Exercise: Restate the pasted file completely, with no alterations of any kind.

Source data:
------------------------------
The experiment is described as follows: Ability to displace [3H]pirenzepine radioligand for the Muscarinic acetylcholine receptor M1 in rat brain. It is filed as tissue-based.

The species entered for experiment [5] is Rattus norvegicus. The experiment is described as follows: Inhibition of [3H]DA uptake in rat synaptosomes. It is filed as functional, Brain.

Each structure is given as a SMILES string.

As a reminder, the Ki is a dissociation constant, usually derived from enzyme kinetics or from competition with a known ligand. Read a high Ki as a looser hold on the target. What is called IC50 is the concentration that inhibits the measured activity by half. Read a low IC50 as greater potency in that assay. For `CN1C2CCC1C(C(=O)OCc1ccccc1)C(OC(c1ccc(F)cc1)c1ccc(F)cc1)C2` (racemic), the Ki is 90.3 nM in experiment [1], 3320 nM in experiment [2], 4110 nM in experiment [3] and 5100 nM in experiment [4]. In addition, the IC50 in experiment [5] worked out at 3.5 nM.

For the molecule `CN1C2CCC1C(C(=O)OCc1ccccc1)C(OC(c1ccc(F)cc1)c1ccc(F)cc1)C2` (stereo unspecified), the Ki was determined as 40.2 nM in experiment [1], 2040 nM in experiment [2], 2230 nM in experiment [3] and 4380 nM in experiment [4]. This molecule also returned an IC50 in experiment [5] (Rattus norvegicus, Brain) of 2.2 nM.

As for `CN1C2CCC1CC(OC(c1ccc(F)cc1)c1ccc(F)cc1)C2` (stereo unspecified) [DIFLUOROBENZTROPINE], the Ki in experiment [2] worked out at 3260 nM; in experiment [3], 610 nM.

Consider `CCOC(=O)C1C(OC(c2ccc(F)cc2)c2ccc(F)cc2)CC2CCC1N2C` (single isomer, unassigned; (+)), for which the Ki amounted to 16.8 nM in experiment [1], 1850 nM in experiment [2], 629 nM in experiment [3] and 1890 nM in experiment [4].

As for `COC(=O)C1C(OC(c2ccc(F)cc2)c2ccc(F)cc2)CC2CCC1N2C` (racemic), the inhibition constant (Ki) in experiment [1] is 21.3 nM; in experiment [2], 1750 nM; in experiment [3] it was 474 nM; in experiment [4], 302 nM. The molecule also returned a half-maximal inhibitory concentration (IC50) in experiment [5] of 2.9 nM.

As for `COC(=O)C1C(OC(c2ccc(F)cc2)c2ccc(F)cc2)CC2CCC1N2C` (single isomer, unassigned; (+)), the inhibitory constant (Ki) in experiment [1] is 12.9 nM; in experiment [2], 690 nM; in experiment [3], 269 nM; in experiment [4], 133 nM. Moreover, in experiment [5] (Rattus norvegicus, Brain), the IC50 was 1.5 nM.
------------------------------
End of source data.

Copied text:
The experiment is described as follows: Ability to displace [3H]pirenzepine radioligand for the Muscarinic acetylcholine receptor M1 in rat brain. It is filed as tissue-based.

The species entered for experiment [5] is Rattus norvegicus. The experiment is described as follows: Inhibition of [3H]DA uptake in rat synaptosomes. It is filed as functional, Brain.

Each structure is given as a SMILES string.

As a reminder, the Ki is a dissociation constant, usually derived from enzyme kinetics or from competition with a known ligand. Read a high Ki as a looser hold on the target. What is called IC50 is the concentration that inhibits the measured activity by half. Read a low IC50 as greater potency in that assay. For `CN1C2CCC1C(C(=O)OCc1ccccc1)C(OC(c1ccc(F)cc1)c1ccc(F)cc1)C2` (racemic), the Ki is 90.3 nM in experiment [1], 3320 nM in experiment [2], 4110 nM in experiment [3] and 5100 nM in experiment [4]. In addition, the IC50 in experiment [5] worked out at 3.5 nM.

For the molecule `CN1C2CCC1C(C(=O)OCc1ccccc1)C(OC(c1ccc(F)cc1)c1ccc(F)cc1)C2` (stereo unspecified), the Ki was determined as 40.2 nM in experiment [1], 2040 nM in experiment [2], 2230 nM in experiment [3] and 4380 nM in experiment [4]. This molecule also returned an IC50 in experiment [5] (Rattus norvegicus, Brain) of 2.2 nM.

As for `CN1C2CCC1CC(OC(c1ccc(F)cc1)c1ccc(F)cc1)C2` (stereo unspecified) [DIFLUOROBENZTROPINE], the Ki in experiment [2] worked out at 3260 nM; in experiment [3], 610 nM.

Consider `CCOC(=O)C1C(OC(c2ccc(F)cc2)c2ccc(F)cc2)CC2CCC1N2C` (single isomer, unassigned; (+)), for which the Ki amounted to 16.8 nM in experiment [1], 1850 nM in experiment [2], 629 nM in experiment [3] and 1890 nM in experiment [4].

As for `COC(=O)C1C(OC(c2ccc(F)cc2)c2ccc(F)cc2)CC2CCC1N2C` (racemic), the inhibition constant (Ki) in experiment [1] is 21.3 nM; in experiment [2], 1750 nM; in experiment [3] it was 474 nM; in experiment [4], 302 nM. The molecule also returned a half-maximal inhibitory concentration (IC50) in experiment [5] of 2.9 nM.

As for `COC(=O)C1C(OC(c2ccc(F)cc2)c2ccc(F)cc2)CC2CCC1N2C` (single isomer, unassigned; (+)), the inhibitory constant (Ki) in experiment [1] is 12.9 nM; in experiment [2], 690 nM; in experiment [3], 269 nM; in experiment [4], 133 nM. Moreover, in experiment [5] (Rattus norvegicus, Brain), the IC50 was 1.5 nM.